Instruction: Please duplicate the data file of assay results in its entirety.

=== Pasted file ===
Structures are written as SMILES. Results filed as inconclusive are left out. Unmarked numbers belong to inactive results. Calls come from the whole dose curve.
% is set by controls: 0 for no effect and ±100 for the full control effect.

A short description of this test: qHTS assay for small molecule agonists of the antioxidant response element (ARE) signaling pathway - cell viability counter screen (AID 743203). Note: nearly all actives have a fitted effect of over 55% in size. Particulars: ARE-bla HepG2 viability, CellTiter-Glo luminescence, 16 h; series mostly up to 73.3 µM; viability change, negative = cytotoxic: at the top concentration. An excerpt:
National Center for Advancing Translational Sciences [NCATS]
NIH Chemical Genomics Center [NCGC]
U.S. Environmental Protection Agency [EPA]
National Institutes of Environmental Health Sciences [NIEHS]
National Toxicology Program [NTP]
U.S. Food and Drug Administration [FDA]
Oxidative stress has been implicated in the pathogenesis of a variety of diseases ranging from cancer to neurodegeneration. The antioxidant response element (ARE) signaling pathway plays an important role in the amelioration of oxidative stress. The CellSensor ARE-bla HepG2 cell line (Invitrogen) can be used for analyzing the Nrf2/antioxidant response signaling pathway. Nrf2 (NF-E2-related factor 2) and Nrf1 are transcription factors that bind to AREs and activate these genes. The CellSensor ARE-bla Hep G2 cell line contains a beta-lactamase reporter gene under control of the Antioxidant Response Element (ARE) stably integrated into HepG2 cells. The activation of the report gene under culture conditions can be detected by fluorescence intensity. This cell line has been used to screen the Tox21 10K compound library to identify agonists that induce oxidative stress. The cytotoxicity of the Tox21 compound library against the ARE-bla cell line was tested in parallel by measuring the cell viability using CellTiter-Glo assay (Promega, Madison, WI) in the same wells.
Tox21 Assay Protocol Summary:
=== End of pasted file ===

Structures are written as SMILES. Results filed as inconclusive are left out. Unmarked numbers belong to inactive results. Calls come from the whole dose curve.
% is set by controls: 0 for no effect and ±100 for the full control effect.

A short description of this test: qHTS assay for small molecule agonists of the antioxidant response element (ARE) signaling pathway - cell viability counter screen (AID 743203). Note: nearly all actives have a fitted effect of over 55% in size. Particulars: ARE-bla HepG2 viability, CellTiter-Glo luminescence, 16 h; series mostly up to 73.3 µM; viability change, negative = cytotoxic: at the top concentration. An excerpt:
National Center for Advancing Translational Sciences [NCATS]
NIH Chemical Genomics Center [NCGC]
U.S. Environmental Protection Agency [EPA]
National Institutes of Environmental Health Sciences [NIEHS]
National Toxicology Program [NTP]
U.S. Food and Drug Administration [FDA]
Oxidative stress has been implicated in the pathogenesis of a variety of diseases ranging from cancer to neurodegeneration. The antioxidant response element (ARE) signaling pathway plays an important role in the amelioration of oxidative stress. The CellSensor ARE-bla HepG2 cell line (Invitrogen) can be used for analyzing the Nrf2/antioxidant response signaling pathway. Nrf2 (NF-E2-related factor 2) and Nrf1 are transcription factors that bind to AREs and activate these genes. The CellSensor ARE-bla Hep G2 cell line contains a beta-lactamase reporter gene under control of the Antioxidant Response Element (ARE) stably integrated into HepG2 cells. The activation of the report gene under culture conditions can be detected by fluorescence intensity. This cell line has been used to screen the Tox21 10K compound library to identify agonists that induce oxidative stress. The cytotoxicity of the Tox21 compound library against the ARE-bla cell line was tested in parallel by measuring the cell viability using CellTiter-Glo assay (Promega, Madison, WI) in the same wells.
Tox21 Assay Protocol Summary: